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Bohemian Grove: Men’s club for rich dudes, or secretive cabal of the ruling elite?

Some of the most popular, enduring conspiracy theories have to do with who’s ruling the world, who’s actually running things. Perhaps it has something to do with humanity’s overwhelming urge to believe that there’s someone in charge of all the chaos, that, even if they aren’t exactly benevolent, there’s someone with their hand on the steering wheel — the same impulse that leads people to believe in a god or gods above. In the past we’ve looked at conspiracy theories surrounding the Illuminati, lizard people, and more, but this week we turn our gaze to something that appears far, far less sinister.

Unlike the Illuminati or lizard people, the Bohemian Grove is something that — wait for it — actually exists. Crazy, right? In fact, at first glance, the Bohemian Club — the group behind the Grove — seems positively benign, an “art club” based in San Francisco that puts on annual camps for its members. It sounds much more “shirtless drum circle” than it does “scheming cabal,” but that might very well be because we haven’t told you who’s a member yet.

First up, let’s take a quick step back and discuss not just the origins of the club, but the very meaning of the name itself. Due to a belief in 1800s Europe that the wandering Romani people originally came from Bohemia (a region known these days as the Czech Republic), the term “Bohemian” came to be associated with a certain type of traveling, colorful, free-spirited, artsy individual. This led to, among other things, the Italian opera La bohème, which served as the basis for the musical Rent.

The term “Bohemian” crossed the Atlantic and stretched across the North American continent, to San Francisco, where in 1872, a group of self-professed Bohemians — mostly journalists, writers and artists — formed their eponymous club. As so often happens, where the arts go, money eventually follows, and before long, the club started to welcome businessmen, academics and military officers into its ranks.

Though the club was founded in 1872, its first camping session didn’t come until six years later, when around 100 Bohemians got together in the Redwoods as a kind of going away party for one of their founding members. Eventually, as the camps became an annual event, the increasingly wealthy membership began to buy up their campgrounds as well as surrounding parcels of land, so as to secure for themselves a little privacy. And that privacy? It’s been a major contributor to the conspiracy theories that swirl around the club, as well as the grove where their yearly getaways take place.

Much like the Freemasons, the Bohemian Club is loaded to the gills with strange symbolism, much of it indecipherable to outsiders, as well as a series of rituals that, seeing as they are held in primeval forests, don’t require much imagination to seem pagan or even outright nefarious to outsiders. Secrecy is so engrained in the club’s DNA that their patron saint is John of Nepomuk, who is said to have been killed for his refusal to disclose the secrets of his queen.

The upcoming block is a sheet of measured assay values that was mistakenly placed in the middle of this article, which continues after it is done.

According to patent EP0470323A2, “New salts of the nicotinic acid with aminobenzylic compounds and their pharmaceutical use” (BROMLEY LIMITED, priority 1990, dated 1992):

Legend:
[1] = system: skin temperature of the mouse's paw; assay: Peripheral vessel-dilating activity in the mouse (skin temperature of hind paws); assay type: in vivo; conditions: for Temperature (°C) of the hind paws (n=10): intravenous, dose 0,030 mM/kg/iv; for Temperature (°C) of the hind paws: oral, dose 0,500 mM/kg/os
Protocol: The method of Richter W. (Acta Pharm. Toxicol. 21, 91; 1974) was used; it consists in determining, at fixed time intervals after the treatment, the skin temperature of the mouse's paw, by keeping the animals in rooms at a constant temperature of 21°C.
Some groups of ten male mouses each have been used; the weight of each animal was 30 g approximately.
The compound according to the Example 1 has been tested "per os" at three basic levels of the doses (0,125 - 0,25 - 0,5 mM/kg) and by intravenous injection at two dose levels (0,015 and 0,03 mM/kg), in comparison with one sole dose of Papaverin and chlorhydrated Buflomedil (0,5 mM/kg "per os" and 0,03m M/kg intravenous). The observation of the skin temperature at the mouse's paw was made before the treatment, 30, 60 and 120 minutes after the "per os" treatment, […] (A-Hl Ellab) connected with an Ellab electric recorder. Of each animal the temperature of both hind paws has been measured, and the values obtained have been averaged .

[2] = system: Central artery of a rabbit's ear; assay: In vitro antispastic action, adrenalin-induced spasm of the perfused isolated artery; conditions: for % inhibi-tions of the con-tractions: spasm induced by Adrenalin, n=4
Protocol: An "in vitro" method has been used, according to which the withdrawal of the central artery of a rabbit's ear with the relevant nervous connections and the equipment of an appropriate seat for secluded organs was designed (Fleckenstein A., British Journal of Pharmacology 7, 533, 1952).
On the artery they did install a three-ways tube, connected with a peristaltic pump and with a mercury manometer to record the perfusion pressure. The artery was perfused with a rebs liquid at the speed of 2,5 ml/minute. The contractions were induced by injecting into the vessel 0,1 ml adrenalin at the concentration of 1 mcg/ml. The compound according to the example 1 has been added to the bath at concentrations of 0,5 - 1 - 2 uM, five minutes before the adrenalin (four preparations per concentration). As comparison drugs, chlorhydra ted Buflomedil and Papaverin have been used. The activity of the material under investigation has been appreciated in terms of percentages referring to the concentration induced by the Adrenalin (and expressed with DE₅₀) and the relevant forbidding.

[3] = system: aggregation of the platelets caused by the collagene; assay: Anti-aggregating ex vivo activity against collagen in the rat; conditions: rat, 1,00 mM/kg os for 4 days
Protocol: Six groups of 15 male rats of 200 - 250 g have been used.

While the Bohemian Club might not technically be a secret society, it has many similarities to one, including not just the rituals and secrecy mentioned above, but also its exclusive roster and stringent rules on new members, including one massive one: The Bohemian Club is a men-only affair, but while there are no women allowed, the Bohemian Club is chockablock with massively powerful and influential figures.

Past and present members of the Bohemian Club include George HW Bush, Joseph Coors, William Randolph Hearst, Oliver Wendell Holmes, Sr, Herbert Hoover, Henry Kissinger, Jack London, Ronald Reagan, Theodore Roosevelt, Caspar Weinberger, and more. In addition, the Bohemian Grove camp has also welcomed numerous other luminaries, including members of the Manhattan Project, university presidents and wealthy industrialists. With that much political and social might concentrated in once place, perhaps it’s no wonder that conspiracy theories about the group have spread like wildfire.

As a result, there have been many attempts by assorted groups and individuals to sneak into the camp and observe its workings first-hand. But while everyone agrees that members of the Club participate in rituals that seem pagan, gathering around areas including their infamous owl shrine, there’s also something else that the reports corroborate: The whole thing is pretty much a big, goofy party. Drinking, smoking, laughing, participation in absurd, made-up rituals — it all makes the Bohemian Grove seem less like a place for the ruling elite to gather, make plans and pay homage to whatever strange gods they worship, and more like an opportunity for a bunch of dudes to cut loose in the woods for a couple weeks.


Still, while the most damning reliable claims of misbehavior seem to involve smoking cigars in an area of California forest where such behavior is verboten, that has done nothing to stem the tide of conspiracy theories that cling to the Bohemian Club and its annual campout at Bohemian Grove. What do you think? Is the Bohemian Grove just a place for rich dudes to party in the woods once a year, or is there something more nefarious going on? Tell us below in the comments!

Aubrey Sitterson is the creator of the ongoing sword & sorcery serial podcast, SKALD, available on iTunes, Google Play, Stitcher & Podomatic. Follow him on Twitter or check out his website for more information.

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